I’d heard the rumours before we moved here. But with a list of priorities that included making sure our house contents made it here in one piece, not losing any of the kids at the airport, and squeezing winter duvets, nappies and all manner of bulky items into half a dozen giant suitcases while staying within the allowed weight – somehow, chocolate didn’t figure much in my thoughts.
Then, one day, about a month later, we were in the supermarket, loading our shopping onto the conveyor belt at the till, and we had a look at the shelf behind us that displayed an assortment of chocolate bars. So many strange names and packets! Reese, Mr Big and Coffee Crunch lay side-by-side with Twix, Bounty and Snickers. And what the hell was O Henry?
We each picked something, the kids and K all went for something new, but I reverently selected a bar of Dairymilk….. it had been a while, a lot had changed in my life, and I craved the unadulterated enjoyment of simple, solid chocolate. I deserved some Cadbury joy and no frivolous peanut or nougat was going to mar this long-awaited hit!
As we strolled homeward, the sun sinking in the sky, the kids leapt about and shrieked their delight at the novelty of their choices, describing tastes and contents and comparing the relative merits of each others treats. But it all faded to a distant cacophony as I put a square of Dairymilk into my mouth and waited for that slow spread of chocolate ecstasy, as it melted on my tongue and permeated my taste buds…
It never came.
The taste was different, hollow, plastic. I was reminded of the time my sister told me to close my eyes and open my mouth, telling me she was giving me chocolate, then fed me cheese instead. I spat it out in disgust, not because I disliked cheese, but because it wasn’t what I was expecting. “They” were right. Chocolate was different here. With that realisation: no more chocolate as a soothing salve for life’s slings and arrows, the bottom fell out of my world.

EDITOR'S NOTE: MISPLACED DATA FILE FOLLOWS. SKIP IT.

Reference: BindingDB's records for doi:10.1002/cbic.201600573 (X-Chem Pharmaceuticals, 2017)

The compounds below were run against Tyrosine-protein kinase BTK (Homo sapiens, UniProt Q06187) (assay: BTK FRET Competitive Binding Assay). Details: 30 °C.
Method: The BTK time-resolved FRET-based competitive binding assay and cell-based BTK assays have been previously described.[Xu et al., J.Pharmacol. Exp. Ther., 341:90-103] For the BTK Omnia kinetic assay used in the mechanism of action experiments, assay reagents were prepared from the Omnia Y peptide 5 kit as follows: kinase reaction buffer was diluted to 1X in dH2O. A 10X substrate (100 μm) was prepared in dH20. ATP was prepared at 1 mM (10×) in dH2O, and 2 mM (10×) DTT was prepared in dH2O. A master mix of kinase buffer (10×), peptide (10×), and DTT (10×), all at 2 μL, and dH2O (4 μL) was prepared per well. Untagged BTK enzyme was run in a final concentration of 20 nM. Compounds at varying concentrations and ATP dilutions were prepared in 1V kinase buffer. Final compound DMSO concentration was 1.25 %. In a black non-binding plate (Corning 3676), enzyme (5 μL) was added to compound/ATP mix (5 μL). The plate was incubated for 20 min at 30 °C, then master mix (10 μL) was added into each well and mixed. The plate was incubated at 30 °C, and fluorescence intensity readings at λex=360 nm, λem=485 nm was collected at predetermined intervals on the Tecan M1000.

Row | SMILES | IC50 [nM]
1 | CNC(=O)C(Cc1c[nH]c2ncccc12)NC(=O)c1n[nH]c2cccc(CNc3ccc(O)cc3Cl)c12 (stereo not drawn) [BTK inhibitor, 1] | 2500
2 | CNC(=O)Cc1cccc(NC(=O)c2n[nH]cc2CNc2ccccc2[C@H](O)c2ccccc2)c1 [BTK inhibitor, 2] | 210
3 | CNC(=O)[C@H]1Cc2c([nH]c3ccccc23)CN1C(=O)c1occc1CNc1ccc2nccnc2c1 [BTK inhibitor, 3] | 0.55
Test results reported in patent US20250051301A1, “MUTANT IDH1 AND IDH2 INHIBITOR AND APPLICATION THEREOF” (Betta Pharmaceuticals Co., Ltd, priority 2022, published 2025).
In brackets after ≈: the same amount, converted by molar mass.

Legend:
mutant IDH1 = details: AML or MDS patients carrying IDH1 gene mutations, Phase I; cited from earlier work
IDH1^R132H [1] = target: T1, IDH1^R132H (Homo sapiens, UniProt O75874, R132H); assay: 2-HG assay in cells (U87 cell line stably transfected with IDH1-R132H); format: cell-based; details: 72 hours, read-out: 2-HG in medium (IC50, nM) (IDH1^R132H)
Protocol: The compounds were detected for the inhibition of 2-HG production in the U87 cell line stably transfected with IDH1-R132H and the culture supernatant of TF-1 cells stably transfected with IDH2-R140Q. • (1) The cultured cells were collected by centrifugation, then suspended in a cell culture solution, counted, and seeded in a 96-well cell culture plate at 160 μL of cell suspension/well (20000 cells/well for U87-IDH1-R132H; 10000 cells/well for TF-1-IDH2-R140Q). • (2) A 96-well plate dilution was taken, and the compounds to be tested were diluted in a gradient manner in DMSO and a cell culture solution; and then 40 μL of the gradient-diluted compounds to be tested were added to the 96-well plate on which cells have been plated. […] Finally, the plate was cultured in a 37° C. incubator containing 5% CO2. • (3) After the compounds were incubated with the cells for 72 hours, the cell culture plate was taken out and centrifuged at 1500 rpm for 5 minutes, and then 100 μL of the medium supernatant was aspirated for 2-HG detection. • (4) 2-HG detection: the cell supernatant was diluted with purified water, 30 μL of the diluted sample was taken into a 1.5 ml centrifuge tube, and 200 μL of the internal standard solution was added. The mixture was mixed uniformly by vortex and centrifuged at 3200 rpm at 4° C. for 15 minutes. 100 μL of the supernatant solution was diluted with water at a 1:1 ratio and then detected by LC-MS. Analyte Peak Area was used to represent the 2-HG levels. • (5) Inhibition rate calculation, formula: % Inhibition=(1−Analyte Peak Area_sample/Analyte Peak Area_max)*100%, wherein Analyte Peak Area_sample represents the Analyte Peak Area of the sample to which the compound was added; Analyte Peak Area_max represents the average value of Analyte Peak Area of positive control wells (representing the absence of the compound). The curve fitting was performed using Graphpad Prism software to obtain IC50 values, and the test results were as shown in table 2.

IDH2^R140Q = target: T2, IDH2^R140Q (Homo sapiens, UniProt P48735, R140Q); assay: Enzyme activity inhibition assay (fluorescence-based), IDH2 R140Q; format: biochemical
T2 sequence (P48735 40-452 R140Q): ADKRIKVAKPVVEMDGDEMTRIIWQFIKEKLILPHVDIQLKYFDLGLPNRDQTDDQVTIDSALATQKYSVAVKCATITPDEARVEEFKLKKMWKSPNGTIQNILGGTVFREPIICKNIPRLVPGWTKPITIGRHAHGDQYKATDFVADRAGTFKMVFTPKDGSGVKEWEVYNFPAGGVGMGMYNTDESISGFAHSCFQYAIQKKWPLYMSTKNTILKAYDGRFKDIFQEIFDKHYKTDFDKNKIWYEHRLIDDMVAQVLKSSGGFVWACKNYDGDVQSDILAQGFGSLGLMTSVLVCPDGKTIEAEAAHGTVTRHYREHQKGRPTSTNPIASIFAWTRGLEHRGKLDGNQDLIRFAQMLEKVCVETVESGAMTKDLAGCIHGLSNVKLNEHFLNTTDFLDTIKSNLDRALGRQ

I hid it well, no-one would have been any the wiser about the little light in me that had been extinguished. But I knew from then on, that the special relationship between chocolate and I had come to an end. I cited “Irreconcilable differences (in taste)”…
I am now in a long-distance relationship with real Dairymilk. It’s difficult, we have no contact for long periods of time, and then, when we are reunited we try to take things slowly, taking time to savour and appreciate, extending the experience as far as we can (it’s all very tantric). Sometimes I seek solace outside our relationship, but it is never meaningful. Just
sex chocolate – nothing more.
O, divine chocolate!
They grind thee kneeling,
Beat thee with hands praying,
And drink thee with eyes to heaven
Marco Antonio Orellana, 18th Century